Sep 202020
 

 

I mentioned in the first Part of today’s column that I overcame the usual brain-freeze brought about by the overwhelming volume of interesting new music by separating the attractions into advance tracks and complete new releases. Today’s earlier post was devoted to advance tracks, and I mentioned that I had an idea for how to handle the new complete releases.

In the early days of NCS I began a recurring series called MISCELLANY, which got up to 78 installments before it died away from neglect. The self-imposed rule for that series was that I would pick bands I’d never heard before and listen to one (or maybe two) songs from something new they’d released, record my immediate impressions, and then leave it to readers to decide whether to explore further. That strategy allowed me to sample from albums and EPs that I didn’t have time to review in full, without knowing in advance how the music would strike me (or you).

And that’s almost the same strategy I’ve used in this post — almost, because some of what you’ll find below came to me via recommendations from people I trust. So it’s not quite the shot-in-the-dark of the old MISCELLANY series.

IN VACUO

To begin I picked “Pavlína Kováříkov“, the lead-off track from this Hungarian band’s just-released third album, Urbain Noir — and man, I love it. The guitar leads have a kind of yowling but spooky and sorcerous sound, and the way in which In Vacuo introduce and then twist the central melody is ingenious. The song as a whole proves to be a twisting (and twisted) experience – heavy and battering, deep and drilling, moody and murmuring, jolting and groaning, thrilling in its maniacally glittering tremolo’d vibrations and blood-curdling in the hostility of its varying vocals. Continue reading »

Sep 202020
 

 

When I began to think about what to include in this week’s column I had the usual brain-freeze brought about by the immense volume of choices. This week I decided to deal with that by herding all the singles and advance tracks from forthcoming albums into one stockade, and filling another one with full-lengths that have already recently been released.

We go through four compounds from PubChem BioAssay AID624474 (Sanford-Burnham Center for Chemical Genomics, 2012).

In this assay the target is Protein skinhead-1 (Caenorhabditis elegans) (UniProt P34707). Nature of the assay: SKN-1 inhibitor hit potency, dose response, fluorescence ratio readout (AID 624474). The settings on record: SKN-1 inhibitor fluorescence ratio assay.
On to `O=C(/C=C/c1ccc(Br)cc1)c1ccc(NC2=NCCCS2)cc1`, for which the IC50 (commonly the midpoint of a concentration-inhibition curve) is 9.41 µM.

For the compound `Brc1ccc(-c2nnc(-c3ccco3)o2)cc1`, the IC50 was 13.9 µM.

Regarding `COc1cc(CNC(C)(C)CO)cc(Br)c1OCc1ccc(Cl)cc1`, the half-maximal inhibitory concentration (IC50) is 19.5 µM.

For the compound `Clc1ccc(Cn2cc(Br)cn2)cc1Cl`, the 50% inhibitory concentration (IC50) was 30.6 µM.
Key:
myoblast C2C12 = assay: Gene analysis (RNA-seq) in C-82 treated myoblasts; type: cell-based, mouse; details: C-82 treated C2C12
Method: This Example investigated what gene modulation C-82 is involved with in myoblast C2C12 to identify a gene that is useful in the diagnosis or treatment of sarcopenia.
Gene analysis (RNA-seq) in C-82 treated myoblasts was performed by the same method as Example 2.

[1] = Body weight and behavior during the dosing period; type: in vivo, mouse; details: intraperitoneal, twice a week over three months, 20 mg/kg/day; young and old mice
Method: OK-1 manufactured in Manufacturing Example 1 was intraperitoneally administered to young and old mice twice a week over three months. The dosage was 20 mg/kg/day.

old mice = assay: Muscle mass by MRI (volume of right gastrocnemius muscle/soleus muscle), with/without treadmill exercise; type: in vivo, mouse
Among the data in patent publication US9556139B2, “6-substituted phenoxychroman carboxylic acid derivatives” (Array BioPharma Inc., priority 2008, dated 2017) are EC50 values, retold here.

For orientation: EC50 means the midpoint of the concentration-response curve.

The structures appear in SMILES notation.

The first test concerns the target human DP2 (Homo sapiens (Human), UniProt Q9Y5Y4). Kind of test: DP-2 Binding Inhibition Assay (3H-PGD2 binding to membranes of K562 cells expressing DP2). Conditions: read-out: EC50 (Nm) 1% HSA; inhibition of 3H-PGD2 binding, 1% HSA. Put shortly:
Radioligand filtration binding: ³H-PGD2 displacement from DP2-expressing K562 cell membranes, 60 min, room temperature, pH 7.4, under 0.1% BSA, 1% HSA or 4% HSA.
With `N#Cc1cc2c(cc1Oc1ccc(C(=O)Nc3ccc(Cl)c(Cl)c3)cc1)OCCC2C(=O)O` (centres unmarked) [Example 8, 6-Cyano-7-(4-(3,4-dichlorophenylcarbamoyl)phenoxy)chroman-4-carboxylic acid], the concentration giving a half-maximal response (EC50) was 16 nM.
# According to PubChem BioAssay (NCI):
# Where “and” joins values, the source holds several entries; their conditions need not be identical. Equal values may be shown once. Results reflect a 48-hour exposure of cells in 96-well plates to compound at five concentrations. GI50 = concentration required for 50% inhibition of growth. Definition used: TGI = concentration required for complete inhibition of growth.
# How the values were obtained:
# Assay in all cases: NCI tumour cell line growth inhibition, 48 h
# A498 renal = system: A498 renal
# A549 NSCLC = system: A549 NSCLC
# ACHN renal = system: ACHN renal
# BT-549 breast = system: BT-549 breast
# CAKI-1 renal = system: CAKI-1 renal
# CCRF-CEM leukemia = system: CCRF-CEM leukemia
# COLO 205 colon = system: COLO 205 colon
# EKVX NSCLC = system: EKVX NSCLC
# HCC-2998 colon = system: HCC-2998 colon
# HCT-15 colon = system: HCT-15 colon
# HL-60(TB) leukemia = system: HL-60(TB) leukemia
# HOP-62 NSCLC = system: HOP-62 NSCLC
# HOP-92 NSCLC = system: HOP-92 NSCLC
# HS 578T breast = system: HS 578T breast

From the first herd I picked the tracks included below. I have an idea about how to deal with the riot in the second group, all viciously clamoring for attention, but I won’t say what that is in case I’m not able to follow through. Onward!

KYRIOS

I would like to create a sub-genre called Queasy Black Metal, reserved for music that roils your guts like food that’s gone bad, and messes with your mind like a demonically conceived hallucinogen. I would put this first song under that heading. Its squirming dissonance, freakish angularity, and unstable rhythms are intestinally upsetting and mentally disorienting. Continue reading »

Sep 142020
 

 

As I forecast in Part 1 of this column yesterday, Part 2 focuses on three splits, two of them released within the last week and one of them whose arrival is imminent. And to close this Part, like the first one, I picked an enticing advance track from a forthcoming debut album.

ABDUCTION / NOCTURNAL PRAYER

The first split, Intercontinental Death Conspiracy, pairs the UK band Abduction (from Derby) and the Canadian band Nocturnal Prayer (from the wilds of Newfoundland and Labrador). It was released on September 7th by Inferna Profundus Records in variant LP vinyl editions, and digitally. Continue reading »

Sep 132020